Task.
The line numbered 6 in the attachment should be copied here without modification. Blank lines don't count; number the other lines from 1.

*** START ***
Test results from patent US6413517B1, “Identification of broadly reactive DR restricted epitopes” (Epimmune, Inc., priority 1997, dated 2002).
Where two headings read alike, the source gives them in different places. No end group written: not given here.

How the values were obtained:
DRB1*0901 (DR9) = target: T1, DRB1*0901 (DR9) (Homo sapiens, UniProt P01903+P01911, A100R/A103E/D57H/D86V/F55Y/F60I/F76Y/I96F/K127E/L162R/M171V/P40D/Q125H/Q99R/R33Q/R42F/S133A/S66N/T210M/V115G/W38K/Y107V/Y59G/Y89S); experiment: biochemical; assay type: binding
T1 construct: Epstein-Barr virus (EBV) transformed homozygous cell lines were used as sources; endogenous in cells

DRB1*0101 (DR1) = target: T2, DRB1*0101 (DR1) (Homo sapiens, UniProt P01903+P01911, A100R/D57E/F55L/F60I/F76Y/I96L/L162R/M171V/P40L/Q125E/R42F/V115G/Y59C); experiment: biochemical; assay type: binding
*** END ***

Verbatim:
DRB1*0101 (DR1) = target: T2, DRB1*0101 (DR1) (Homo sapiens, UniProt P01903+P01911, A100R/D57E/F55L/F60I/F76Y/I96L/L162R/M171V/P40L/Q125E/R42F/V115G/Y59C); experiment: biochemical; assay type: binding